The average Brit hasn't visited a cinema in a year and a supermarket in a month. They've not been to the seaside for two years either, because technology means we're not leaving the house anywhere near as often as we used to.
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A study by lottoland.co.uk found that 69% of us aren't getting beyond our front door as much as we did five years ago, and when asked why, 67% of people said it was the result of developments in technology. It also found that the average Brit hasn't been to a high street clothes shop in five months, or a bank branch for a year and nine months.
Good for us
On the one hand, in many cases this is great news for our finances. Rather than spending a small fortune at the cinema, 42% of people said they preferred to watch films through streaming services like Netflix and Amazon Prime. Given that 58% of them felt cinema ticket prices were off-putting, this has been a brilliant money-saving development.
Similarly, buying groceries online can be a great way to cut down on spending, because it helps control impulse purchases, and makes a big difference when shoppers are trying to stick to a list. Anyone with children also bypasses the whole issue of pester power - which can easily add extra chocolate, crisps or magazines to the shopping bill if you are forced to drag your offspring round the shops. It's partly why 76% of people said they preferred to buy their groceries online.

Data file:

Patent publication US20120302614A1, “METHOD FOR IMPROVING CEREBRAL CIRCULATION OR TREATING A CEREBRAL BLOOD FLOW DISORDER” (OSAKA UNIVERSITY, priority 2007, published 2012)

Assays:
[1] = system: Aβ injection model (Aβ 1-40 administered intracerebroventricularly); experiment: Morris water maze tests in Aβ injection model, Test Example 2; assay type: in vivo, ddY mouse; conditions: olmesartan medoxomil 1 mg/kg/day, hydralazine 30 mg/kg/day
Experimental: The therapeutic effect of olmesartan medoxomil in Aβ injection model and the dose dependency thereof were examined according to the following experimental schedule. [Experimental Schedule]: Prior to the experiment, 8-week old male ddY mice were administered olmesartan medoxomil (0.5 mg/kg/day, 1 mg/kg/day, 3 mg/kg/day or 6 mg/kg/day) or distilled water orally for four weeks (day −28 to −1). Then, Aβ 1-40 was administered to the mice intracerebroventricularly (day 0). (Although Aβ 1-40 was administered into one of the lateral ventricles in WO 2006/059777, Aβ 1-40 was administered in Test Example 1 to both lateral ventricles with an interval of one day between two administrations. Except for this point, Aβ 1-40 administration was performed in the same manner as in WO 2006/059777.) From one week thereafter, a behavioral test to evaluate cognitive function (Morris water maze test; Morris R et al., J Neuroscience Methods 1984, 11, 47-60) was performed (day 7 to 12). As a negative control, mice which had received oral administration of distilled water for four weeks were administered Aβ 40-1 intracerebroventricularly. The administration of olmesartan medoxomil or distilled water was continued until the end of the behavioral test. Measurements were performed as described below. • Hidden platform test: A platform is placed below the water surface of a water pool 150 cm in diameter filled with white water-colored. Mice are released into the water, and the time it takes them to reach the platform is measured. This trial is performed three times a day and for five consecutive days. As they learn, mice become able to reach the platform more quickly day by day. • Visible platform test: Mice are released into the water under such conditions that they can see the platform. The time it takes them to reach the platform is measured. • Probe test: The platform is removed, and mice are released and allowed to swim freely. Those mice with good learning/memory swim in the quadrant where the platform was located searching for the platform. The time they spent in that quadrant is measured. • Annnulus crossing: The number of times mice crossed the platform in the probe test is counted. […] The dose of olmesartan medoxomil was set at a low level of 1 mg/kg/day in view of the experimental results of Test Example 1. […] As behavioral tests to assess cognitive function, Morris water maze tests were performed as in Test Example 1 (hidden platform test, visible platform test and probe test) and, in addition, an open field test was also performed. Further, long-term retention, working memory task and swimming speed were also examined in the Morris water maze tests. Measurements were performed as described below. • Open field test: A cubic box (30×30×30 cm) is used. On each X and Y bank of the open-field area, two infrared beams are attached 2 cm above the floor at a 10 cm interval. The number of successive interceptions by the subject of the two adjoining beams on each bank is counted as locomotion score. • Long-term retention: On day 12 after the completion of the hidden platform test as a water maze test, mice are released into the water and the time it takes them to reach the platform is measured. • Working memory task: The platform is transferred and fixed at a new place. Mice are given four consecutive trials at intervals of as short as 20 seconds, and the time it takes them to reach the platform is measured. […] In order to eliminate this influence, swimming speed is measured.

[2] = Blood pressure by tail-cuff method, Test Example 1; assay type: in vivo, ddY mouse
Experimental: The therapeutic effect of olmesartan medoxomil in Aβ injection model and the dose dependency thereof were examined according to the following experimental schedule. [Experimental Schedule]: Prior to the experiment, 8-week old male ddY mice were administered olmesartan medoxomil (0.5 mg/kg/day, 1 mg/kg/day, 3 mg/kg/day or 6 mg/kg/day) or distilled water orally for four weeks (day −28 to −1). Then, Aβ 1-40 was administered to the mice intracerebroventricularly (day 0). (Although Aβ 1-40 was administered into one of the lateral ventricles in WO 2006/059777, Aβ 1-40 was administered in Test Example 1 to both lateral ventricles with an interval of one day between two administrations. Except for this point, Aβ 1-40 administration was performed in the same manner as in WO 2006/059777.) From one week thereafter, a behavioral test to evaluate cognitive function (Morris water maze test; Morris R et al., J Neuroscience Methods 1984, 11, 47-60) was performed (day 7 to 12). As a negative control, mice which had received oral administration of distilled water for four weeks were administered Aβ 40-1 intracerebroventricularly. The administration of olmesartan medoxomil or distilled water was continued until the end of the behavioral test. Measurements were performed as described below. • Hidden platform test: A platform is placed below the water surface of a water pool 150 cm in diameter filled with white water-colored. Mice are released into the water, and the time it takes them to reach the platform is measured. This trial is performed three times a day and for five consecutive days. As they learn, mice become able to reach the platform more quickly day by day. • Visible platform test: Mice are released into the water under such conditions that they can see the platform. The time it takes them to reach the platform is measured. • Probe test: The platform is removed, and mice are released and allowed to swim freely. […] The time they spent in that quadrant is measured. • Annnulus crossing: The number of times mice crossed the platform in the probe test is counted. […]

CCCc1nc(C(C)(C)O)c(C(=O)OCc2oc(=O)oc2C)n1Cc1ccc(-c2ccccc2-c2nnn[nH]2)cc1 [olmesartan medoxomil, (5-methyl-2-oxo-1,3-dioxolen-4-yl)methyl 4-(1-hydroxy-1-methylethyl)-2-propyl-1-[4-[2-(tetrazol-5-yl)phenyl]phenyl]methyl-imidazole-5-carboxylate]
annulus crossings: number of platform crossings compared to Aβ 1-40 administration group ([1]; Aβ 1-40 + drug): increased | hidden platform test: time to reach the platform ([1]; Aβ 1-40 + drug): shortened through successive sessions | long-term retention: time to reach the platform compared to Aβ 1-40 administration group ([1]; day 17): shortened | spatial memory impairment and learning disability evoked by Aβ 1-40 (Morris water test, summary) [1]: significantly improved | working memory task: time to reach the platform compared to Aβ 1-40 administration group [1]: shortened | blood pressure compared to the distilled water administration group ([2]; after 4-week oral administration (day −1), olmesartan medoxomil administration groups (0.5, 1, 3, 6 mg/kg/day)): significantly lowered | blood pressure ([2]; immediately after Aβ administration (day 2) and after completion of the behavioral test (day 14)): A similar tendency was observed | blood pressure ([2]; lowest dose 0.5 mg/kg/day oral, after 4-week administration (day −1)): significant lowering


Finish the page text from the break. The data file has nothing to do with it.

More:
Online banking, meanwhile, is not only more convenient (71% agreed it was), it's also more effective. The vast majority of banking is carried out this way and it's easy to see why. Some 29% of people said it was easier to save and keep track of their money when they could see it all in one place online.
Bad for some
However, the tendency to avoid the real world isn't universally positive. There's a real risk that if too many people go online, there won't be enough custom to enable anyone to operate in the real world. This is bad news for small, independent traders, who are a vital part of any local high street, and rely on passing trade to make a living.
It's also a major worry for those people who don't want to go online. This is something we have seen happening to banking over the years. More people banking online has led to the closure of more and more of the high street banking network. For those people who don't have access to the internet, or aren't able to bank online, this leaves them trying to manage without a local branch.
Meanwhile, you have to ask whether it's terribly positive for society in general. Do we really want to live in a world where nobody bothers stepping outside into the real world, getting to know their neighbours or supporting local shops?
What do you think? Would you happily live entirely only? Let us know in the comments.